Understanding homophily of service failure within the hotel guest cycle: Applying NLP-aspect-based sentiment analysis to the hospitality industry

By Raksmey Sann, Pei-Chun Lai (2020)
International Journal of Hospitality Management91, 102678.

Introduction: Online complaints have become increasingly influential on the purchasing behavior of customers in recent years. In an effort to analyze large quantities of textual complaints and detail the various aspects of them, Aspect-Based Sentiment Analysis was looked to as an ideal framework to take on the task.

Purpose: This study set out to synthesize specific service failure items and categorize them into the groupings related to the hotel guest cycle and the corresponding operations, then compare the patterns of expression used by Asian and Non-Asian guests as they related to their hotel experiences.

Design/Methodology/Approach: A total of 390,236 online complaint terms posted about 353 hotels in the UK by hotel guests from 63 nations were manually derived from TripAdvisor for analysis. In line with previous studies by Sezgen, Mason, & Mayer (2019); and Xu & Li (2016), the textual data was processed according to the following steps (see Figure 1). Then, to detect the aspect category, the researchers made use of terms that would be indicators of the presence of the aspect—these are referred to as Aspect Terms. Before the aspect-based sentiment analysis could be processed, the aspect terms and categories were identified (c.f. Sann & Lai, 2020). Finally, a list was compiled in which the extracted terms and aspects were organized in order of importance. These results were based on the co-occurrence frequency-based method (Brun et al., 2014; Schouten et al., 2018; Sharma & Waghmare, 2019).

Figure 1: Term pre-processing and reduction process.

Findings: With consideration given to the homophily theory, we posited that Asian and non-Asian guests would exhibit similarities and differences with respect to the service failures they encountered when presented with various items of service. The results confirmed this as Asian guests were shown to encounter more service failures with respect to the engineering segment of operations (e.g. hotel room equipment issues), while non-Asian guests encountered more service failures on the housekeeping end of operations (e.g. toilets, public areas, cleanliness, and bedding). By organizing the failures according to the four stages of the guest cycle, it was observed that approximately 80% of the service failures occurred during the occupancy period.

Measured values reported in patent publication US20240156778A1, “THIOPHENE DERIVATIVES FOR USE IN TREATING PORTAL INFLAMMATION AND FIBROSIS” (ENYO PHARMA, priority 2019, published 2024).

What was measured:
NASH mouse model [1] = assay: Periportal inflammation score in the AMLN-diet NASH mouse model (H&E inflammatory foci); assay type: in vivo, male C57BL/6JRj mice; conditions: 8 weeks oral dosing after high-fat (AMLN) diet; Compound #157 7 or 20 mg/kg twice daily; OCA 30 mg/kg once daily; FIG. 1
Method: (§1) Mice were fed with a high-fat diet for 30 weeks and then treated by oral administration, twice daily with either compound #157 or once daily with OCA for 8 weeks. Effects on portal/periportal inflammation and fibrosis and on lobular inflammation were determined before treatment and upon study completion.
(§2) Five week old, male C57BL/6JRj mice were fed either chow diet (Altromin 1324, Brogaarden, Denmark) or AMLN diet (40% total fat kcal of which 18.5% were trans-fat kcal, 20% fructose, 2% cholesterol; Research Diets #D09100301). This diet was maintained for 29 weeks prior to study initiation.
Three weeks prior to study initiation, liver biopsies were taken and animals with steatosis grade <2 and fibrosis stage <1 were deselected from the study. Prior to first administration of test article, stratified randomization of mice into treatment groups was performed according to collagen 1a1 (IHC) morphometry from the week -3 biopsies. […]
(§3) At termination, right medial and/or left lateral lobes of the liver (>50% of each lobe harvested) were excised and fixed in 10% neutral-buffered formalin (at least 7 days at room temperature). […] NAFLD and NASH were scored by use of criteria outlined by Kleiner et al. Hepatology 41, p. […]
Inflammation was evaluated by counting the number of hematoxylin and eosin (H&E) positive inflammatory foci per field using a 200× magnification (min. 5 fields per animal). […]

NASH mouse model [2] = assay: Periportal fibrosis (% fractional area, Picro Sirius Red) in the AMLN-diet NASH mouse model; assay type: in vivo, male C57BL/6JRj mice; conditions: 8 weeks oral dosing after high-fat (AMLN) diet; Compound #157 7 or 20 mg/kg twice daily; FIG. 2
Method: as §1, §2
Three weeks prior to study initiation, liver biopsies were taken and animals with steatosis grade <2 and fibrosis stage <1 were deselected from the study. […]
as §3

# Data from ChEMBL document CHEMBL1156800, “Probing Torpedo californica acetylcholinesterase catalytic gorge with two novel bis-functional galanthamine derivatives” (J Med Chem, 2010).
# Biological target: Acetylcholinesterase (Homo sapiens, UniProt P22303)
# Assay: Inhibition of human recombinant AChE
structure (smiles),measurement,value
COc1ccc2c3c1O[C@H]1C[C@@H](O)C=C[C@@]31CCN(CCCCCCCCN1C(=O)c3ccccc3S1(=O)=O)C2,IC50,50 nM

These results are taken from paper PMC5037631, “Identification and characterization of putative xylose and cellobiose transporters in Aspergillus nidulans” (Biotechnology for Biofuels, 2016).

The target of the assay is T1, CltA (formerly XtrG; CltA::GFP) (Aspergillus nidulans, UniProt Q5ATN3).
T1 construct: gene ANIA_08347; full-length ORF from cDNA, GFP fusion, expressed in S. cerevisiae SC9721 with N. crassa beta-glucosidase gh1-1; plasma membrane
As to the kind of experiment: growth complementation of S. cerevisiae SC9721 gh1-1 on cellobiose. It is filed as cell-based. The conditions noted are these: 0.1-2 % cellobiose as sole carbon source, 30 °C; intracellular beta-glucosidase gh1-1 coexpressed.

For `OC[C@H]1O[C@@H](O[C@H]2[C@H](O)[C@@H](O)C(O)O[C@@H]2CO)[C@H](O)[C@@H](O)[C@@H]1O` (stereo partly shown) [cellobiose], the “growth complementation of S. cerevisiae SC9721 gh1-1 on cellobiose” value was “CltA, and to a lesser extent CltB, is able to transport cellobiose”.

Originality/Value: This study contributes to the existing literature on hotel guest satisfaction both with respect to the methodology it uses and the new findings it presents on differences in perceptions of service failures members among different cultures.

References:

Brun, C., Popa, D. N., & Roux, C. (2014). XRCE: Hybrid Classification for Aspect-based Sentiment Analysis. Paper presented at the 8th International Workshop on Semantic Evaluation (SemEval 2014), Dublin, Ireland.

Sann, R., & Lai, P. C. (2020). Understanding homophily of service failure within the hotel guest cycle: Applying NLP-aspect-based sentiment analysis to the hospitality industry. International Journal of Hospitality Management, 91. 102678. https://doi.org/10.1016/j.ijhm.2020.102678

Schouten, K., van der Weijde, O., Frasincar, F., & Dekker, R. (2018). Supervised and Unsupervised Aspect Category Detection for Sentiment Analysis with Co-occurrence Data. IEEE Trans Cybern, 48(4), 1263-1275. doi:10.1109/TCYB.2017.2688801

Sezgen, E., Mason, K. J., & Mayer, R. (2019). Voice of airline passenger: A text mining approach to understand customer satisfaction. Journal of Air Transport Management, 77, 65-74. doi:10.1016/j.jairtraman.2019.04.001

Sharma, G., & Waghmare, M. (2019). Review Summarization and Aspect Category Detection with Co-occurrence data by refining Word Embeddings. International Journal of Scientific Research and Review, 07(05), 58-65.

Xu, X., & Li, Y. (2016). The antecedents of customer satisfaction and dissatisfaction toward various types of hotels: A text mining approach. International Journal of Hospitality Management, 55, 57-69. doi:10.1016/j.ijhm.2016.03.003

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